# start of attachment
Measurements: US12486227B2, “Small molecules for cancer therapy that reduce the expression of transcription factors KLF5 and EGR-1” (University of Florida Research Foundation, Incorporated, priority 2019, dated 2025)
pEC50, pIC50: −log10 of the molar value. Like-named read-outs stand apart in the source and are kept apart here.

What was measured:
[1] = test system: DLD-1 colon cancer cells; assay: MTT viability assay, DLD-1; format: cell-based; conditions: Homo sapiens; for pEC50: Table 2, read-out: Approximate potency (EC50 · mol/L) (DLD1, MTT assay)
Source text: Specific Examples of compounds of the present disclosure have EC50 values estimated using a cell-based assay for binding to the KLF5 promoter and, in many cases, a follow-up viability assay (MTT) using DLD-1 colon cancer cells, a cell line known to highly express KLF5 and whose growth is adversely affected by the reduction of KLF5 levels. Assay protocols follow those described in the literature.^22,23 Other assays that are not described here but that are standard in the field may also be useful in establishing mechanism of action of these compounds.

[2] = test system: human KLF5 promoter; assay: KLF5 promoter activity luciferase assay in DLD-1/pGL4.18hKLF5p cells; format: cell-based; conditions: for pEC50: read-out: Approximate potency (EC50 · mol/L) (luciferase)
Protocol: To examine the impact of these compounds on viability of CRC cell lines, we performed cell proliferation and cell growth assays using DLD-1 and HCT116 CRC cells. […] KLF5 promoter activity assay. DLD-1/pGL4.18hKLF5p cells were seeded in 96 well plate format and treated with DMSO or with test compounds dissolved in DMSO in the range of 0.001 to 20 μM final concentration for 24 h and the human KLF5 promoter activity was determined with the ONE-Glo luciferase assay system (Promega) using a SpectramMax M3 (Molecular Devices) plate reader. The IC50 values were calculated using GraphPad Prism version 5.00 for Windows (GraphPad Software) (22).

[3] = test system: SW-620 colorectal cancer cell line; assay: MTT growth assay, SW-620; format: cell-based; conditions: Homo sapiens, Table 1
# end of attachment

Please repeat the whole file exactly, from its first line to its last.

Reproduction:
Measurements: US12486227B2, “Small molecules for cancer therapy that reduce the expression of transcription factors KLF5 and EGR-1” (University of Florida Research Foundation, Incorporated, priority 2019, dated 2025)
pEC50, pIC50: −log10 of the molar value. Like-named read-outs stand apart in the source and are kept apart here.

What was measured:
[1] = test system: DLD-1 colon cancer cells; assay: MTT viability assay, DLD-1; format: cell-based; conditions: Homo sapiens; for pEC50: Table 2, read-out: Approximate potency (EC50 · mol/L) (DLD1, MTT assay)
Source text: Specific Examples of compounds of the present disclosure have EC50 values estimated using a cell-based assay for binding to the KLF5 promoter and, in many cases, a follow-up viability assay (MTT) using DLD-1 colon cancer cells, a cell line known to highly express KLF5 and whose growth is adversely affected by the reduction of KLF5 levels. Assay protocols follow those described in the literature.^22,23 Other assays that are not described here but that are standard in the field may also be useful in establishing mechanism of action of these compounds.

[2] = test system: human KLF5 promoter; assay: KLF5 promoter activity luciferase assay in DLD-1/pGL4.18hKLF5p cells; format: cell-based; conditions: for pEC50: read-out: Approximate potency (EC50 · mol/L) (luciferase)
Protocol: To examine the impact of these compounds on viability of CRC cell lines, we performed cell proliferation and cell growth assays using DLD-1 and HCT116 CRC cells. […] KLF5 promoter activity assay. DLD-1/pGL4.18hKLF5p cells were seeded in 96 well plate format and treated with DMSO or with test compounds dissolved in DMSO in the range of 0.001 to 20 μM final concentration for 24 h and the human KLF5 promoter activity was determined with the ONE-Glo luciferase assay system (Promega) using a SpectramMax M3 (Molecular Devices) plate reader. The IC50 values were calculated using GraphPad Prism version 5.00 for Windows (GraphPad Software) (22).

[3] = test system: SW-620 colorectal cancer cell line; assay: MTT growth assay, SW-620; format: cell-based; conditions: Homo sapiens, Table 1